Ticketmaster entered into a deferred prosecution agreement in Brooklyn Federal Court on Wednesday that avoids, for now, five charges related to computer intrusion and fraud.
“Ticketmaster employees repeatedly – and illegally – accessed a competitor’s computers without authorization using stolen passwords to unlawfully collect business intelligence,” U.S. Attorney Seth DuCharme wrote in a statement.
“Further, Ticketmaster’s employees brazenly held a division-wide ‘summit’ at which the stolen passwords were used to access the victim company’s computers, as if that were an appropriate business tactic,” his statement continues, referring to what court paper’s describe as the company’s U.K.-based competitor. “Today’s resolution demonstrates that any company that obtains a competitor’s confidential information for commercial advantage, without authority or permission, should expect to be held accountable in federal court.”
In October 2019, Ticketmaster’s former employee Zeeshan Zaidi pleaded guilty to a computer hacking conspiracy count related to the scheme. Zaidi was originally hired by Ticketmaster’s corporate parent, Live Nation.
Another ex-Ticketmaster employer, ex-CrowdSource executive Stephen Mead, had been accused of hacking into his former employer’s database in order to provide real-time information about its plans, according to a lawsuit filed some three years ago. Both were fired from the company in 2017.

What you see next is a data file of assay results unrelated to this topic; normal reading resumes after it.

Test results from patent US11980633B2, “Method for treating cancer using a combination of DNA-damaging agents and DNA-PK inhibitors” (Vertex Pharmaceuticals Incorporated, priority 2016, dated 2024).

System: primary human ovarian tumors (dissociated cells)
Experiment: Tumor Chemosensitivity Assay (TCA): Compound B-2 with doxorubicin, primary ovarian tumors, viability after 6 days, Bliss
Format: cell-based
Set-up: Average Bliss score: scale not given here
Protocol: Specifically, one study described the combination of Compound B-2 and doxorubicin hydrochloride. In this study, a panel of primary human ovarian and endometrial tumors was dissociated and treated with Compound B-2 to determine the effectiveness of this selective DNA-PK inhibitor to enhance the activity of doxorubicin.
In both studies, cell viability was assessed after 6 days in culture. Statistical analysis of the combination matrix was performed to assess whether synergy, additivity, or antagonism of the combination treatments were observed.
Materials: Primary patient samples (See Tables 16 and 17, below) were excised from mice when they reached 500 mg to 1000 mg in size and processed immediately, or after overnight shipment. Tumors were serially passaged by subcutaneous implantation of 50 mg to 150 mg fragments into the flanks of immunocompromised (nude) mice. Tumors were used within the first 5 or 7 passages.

Court papers indicate the hacking took place between 2014 and 2015.
In an unsigned statement, Ticketmaster expressed the desire to put the matter behind the company.
“Ticketmaster terminated both Zaidi and Mead in 2017, after their conduct came to light,” the company said in a statement. “Their actions violated our corporate policies and were inconsistent with our values. We are pleased that this matter is now resolved.”
The California-based ticket sales giant will pay $10 million to avoid prosecution for those allegations for at least 3.5 years, until June 2024.
The five counts of the criminal information are conspiracy to commit computer intrusion, computer intrusion of a protected computer, computer intrusion in the furtherance of fraud, wire fraud conspiracy and wire fraud.
U.S. District Judge Margo Brodie accepted the waiver of indictment by the company’s general counsel on Wednesday.
Read Ticketmaster’s 28-page criminal information below:
[Image via Ticketmaster screenshot]
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